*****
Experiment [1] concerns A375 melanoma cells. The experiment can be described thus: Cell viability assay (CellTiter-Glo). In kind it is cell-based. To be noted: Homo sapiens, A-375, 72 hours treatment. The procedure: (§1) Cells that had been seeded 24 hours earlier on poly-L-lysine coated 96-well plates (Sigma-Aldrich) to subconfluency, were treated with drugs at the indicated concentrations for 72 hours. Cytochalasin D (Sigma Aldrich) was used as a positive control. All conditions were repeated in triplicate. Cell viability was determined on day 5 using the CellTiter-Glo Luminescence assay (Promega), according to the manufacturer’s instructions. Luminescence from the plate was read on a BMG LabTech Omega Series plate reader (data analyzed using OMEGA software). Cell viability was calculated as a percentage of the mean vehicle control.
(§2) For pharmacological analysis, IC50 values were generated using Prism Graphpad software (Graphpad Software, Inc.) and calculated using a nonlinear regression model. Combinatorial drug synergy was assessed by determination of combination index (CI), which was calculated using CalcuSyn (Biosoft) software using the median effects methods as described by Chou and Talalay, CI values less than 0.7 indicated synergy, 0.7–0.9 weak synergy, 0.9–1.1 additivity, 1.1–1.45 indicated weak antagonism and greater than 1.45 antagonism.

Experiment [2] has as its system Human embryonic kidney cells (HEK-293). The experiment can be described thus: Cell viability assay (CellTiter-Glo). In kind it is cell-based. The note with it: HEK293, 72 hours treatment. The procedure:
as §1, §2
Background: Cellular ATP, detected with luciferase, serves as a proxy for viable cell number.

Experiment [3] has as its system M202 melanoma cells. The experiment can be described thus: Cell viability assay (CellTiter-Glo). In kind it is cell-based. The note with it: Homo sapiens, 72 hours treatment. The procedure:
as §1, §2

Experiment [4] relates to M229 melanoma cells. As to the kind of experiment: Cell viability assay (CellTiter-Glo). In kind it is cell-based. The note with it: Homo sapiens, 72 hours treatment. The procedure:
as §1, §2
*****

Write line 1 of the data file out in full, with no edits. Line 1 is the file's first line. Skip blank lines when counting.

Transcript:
Experiment [1] concerns A375 melanoma cells. The experiment can be described thus: Cell viability assay (CellTiter-Glo). In kind it is cell-based. To be noted: Homo sapiens, A-375, 72 hours treatment. The procedure: (§1) Cells that had been seeded 24 hours earlier on poly-L-lysine coated 96-well plates (Sigma-Aldrich) to subconfluency, were treated with drugs at the indicated concentrations for 72 hours. Cytochalasin D (Sigma Aldrich) was used as a positive control. All conditions were repeated in triplicate. Cell viability was determined on day 5 using the CellTiter-Glo Luminescence assay (Promega), according to the manufacturer’s instructions. Luminescence from the plate was read on a BMG LabTech Omega Series plate reader (data analyzed using OMEGA software). Cell viability was calculated as a percentage of the mean vehicle control.